3. Thanks!km – I still use lynx. Not for surfing the net, generally, but for quickly viewing a HTML file, or for viewing HTML email. (I use a text-mode email program, mutt: today I think there’s no good reason not to switch to Mozilla Thunderbird or something, I just haven’t got around to it.)There are “better” text-mode browsers that can handle tables and frames, like w3m and links, but I still like lynx…

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  4. Lynx! Don’t remind me. Grew to love the thing. Miss it like I miss Unix, and my Brown-only text editor bb (imagine vi grown easier), and Lisp, and typing Ctrl-D to exit applications cleanly and quickly and still knowing “kill -9” was waiting in the wings, and little round cloth buttons, and ganne-ka-ras, and Adexolin … aaaah, I’m regressing! (Or am I?)km, re standards vs best product, it wasn’t just MS. It was the VHS/Beta battle and others too. Actually I’ve always been intrigued by the whole push to standards in everything. Another downside, at least when I was following this more closely in software, seemed to me that the technology/trends evolved faster than standards could be set up. So in Lisp, even though there was a Common Lisp standard, every version of Lisp you bought was just enough different to drive you crazy if you were porting code. Rahul, want to take on that aspect?

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  5. km

     /  May 2, 2007

    Ganne-ka-ras and adexolin? Now, now, Dilip, Better Living Through Chemistry? Nudge nudge wink wink.

    Reply
  6. Dilip — you can always go back to unix (km recently declared his intentions of doing so). As a techie you should have no problem with Linux. Indeed, lots of non-techies are using unix today, in the guise of Mac OS X.The Betamax format wasn’t necessarily superior — it’s a question of what the users wanted, and it looks like they wanted a non-proprietary technology with longer recording time, and weren’t satisfied with an expensive 1-hour tape, even if the picture quality was superior.The whole thing is playing out again with the HD-DVD vs Blu-Ray thing, and this time it looks like Sony may have the edge (but it’s too early to say for sure).About standards in software — today Common Lisp is a widespread standard (the other lisp standard is scheme, currently at R5RS). This is not to say that interoperability problems have been solved — after all, few C compilers follow the C99 standard either — but at least it’s a good thing to aim for. There will always be developers whose itch is not scratched by the standard, so they will add their own features. In a programming language — especially a compiled one — that’s not so bad. Moreover, today’s non-standard extensions may well become tomorrow’s standards. But when the goal is to exchange information, you really want to be sure the other guy can read what you are writing. That’s where standards are most important, both on the web and in word-processors (the subject of a future post).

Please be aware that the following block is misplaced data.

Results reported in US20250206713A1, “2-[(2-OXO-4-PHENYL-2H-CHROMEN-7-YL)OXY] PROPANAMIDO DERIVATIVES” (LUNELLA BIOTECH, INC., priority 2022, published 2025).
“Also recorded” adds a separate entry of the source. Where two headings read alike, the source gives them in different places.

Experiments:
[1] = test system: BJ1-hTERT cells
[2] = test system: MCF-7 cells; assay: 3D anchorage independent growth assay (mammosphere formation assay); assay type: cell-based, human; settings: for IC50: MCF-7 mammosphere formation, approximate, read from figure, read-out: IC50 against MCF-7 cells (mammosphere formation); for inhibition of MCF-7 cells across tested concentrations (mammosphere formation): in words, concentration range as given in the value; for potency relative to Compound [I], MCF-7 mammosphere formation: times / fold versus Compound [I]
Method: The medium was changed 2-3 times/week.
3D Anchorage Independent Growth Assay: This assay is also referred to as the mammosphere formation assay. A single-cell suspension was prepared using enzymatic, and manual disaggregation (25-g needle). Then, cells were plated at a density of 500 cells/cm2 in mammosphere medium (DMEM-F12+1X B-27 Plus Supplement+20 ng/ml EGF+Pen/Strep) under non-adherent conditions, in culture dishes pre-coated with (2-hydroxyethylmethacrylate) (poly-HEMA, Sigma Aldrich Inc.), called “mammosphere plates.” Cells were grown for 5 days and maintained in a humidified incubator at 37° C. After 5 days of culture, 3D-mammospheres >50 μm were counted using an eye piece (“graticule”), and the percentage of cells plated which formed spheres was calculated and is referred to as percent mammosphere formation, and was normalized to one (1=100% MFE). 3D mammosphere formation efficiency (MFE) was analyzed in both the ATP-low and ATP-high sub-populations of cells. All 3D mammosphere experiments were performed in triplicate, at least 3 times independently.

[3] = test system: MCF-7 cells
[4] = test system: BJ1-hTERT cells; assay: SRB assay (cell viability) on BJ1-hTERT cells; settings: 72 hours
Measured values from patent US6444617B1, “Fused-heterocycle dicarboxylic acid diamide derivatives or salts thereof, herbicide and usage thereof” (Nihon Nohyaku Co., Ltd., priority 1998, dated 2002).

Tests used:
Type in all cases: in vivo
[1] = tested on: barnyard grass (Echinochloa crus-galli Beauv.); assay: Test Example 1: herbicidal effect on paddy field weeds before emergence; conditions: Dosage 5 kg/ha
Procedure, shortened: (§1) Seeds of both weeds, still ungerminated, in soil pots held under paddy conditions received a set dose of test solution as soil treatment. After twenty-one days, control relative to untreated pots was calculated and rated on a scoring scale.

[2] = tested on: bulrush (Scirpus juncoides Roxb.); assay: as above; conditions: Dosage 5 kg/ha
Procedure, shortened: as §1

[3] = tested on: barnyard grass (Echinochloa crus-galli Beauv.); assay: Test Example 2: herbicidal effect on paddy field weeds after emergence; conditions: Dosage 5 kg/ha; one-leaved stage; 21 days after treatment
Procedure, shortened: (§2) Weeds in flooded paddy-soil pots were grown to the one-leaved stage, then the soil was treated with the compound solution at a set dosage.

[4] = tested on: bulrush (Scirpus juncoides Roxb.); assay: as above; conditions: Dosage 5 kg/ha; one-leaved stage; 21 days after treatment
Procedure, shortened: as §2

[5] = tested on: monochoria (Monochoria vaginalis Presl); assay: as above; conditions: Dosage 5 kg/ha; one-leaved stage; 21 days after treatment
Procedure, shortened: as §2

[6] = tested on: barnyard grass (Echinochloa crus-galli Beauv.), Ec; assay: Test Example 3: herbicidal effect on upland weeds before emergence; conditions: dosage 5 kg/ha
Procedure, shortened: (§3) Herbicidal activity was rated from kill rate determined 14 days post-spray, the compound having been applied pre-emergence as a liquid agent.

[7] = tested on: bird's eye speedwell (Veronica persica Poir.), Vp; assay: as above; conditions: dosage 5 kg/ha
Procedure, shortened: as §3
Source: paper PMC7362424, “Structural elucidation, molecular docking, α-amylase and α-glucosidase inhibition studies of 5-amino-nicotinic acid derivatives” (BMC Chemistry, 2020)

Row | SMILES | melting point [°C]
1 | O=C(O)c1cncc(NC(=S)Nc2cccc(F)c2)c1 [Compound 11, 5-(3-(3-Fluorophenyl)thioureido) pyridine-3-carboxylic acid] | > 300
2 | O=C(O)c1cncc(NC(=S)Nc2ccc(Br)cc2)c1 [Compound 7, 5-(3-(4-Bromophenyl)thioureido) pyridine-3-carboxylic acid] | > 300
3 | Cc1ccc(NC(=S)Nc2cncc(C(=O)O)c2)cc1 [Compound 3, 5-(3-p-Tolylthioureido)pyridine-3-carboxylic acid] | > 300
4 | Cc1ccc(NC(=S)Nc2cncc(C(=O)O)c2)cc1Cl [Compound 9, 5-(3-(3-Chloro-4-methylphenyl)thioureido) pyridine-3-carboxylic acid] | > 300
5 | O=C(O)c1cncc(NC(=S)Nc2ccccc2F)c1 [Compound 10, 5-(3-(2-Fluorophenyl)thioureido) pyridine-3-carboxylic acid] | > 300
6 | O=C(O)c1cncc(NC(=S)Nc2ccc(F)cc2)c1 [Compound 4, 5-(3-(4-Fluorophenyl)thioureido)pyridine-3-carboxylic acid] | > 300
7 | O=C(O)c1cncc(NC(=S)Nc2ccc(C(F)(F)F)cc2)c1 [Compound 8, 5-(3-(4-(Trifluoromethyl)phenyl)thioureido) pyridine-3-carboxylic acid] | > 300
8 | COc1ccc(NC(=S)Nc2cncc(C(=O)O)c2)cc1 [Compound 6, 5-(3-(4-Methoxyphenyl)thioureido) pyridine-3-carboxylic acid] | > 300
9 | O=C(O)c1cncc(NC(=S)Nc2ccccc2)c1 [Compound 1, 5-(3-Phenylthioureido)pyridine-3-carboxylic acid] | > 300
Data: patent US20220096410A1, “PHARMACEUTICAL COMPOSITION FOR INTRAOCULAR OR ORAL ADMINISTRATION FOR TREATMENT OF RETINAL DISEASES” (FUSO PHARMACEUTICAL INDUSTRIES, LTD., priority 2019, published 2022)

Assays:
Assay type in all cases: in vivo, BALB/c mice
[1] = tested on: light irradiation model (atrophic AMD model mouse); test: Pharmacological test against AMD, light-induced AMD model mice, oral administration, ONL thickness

Reply
  7. Rahul, actually I use Mac OS X myself, having switched from Windows over a year ago. I’ve noticed the underlying unix base, though I haven’t yet made great use of it. Suggestions on how I can?

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  8. dilip – well, I think unix is defined by the command line; if you open a terminal you get a bash (or perhaps tcsh) prompt. What I find that tremendously useful for is searching through text files (via “grep”, “sort”, etc), and doing repetitive tasks (for example, doing trivial format changes to large numbers of text files using sed, or shrinking every photo in a directory and saving the shrunk copy to a subdirectory). If you’ve done such things in your unix past, you’ll quickly pick it up again.Beyond that, of course, there’s a lot of very useful, free unix software that works on Mac OS X, and you can pick it up via fink.The graphical programs will run with a separate “rootless” X server and will not look like “native” OS X programs, but that apart, I believe it works very nicely (I haven’t myself used it, but some of my colleagues do).

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  9. Know how many web pages you are about to printThere are times when you want the full page of information to print, but you don’t know how many pages it will be. Clicking the “print” button on your browser could result in lots of additional, unwanted pages. Here’s how to find out the number of pages you are going to print:Go to the File menu on your browser’s tool bar and select “Print Preview”. This will allow you to see how many pages will print and where the page breaks fall. Adjust the margins to get any lone lines to print on the previous page with the rest.To do this, select “Page Setup” under the File menu to adjust your margins. Once you know what you want to print, under the “print dialog box”, you can select just the current page or a range of pages.However, if you want best printing quality, you will require printer ink cartridges which are of the highest quality too. The tip that is worth a hundred dollars is that remanufactured printer ink cartridges which offer the same high quality as the original ones. Here are more helpful printer tips and tricks.

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  10. max – thanks for the spam.